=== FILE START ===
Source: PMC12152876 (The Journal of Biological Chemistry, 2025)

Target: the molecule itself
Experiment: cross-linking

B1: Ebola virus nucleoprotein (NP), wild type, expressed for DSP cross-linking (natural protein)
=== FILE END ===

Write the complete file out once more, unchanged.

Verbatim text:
Source: PMC12152876 (The Journal of Biological Chemistry, 2025)

Target: the molecule itself
Experiment: cross-linking

B1: Ebola virus nucleoprotein (NP), wild type, expressed for DSP cross-linking (natural protein)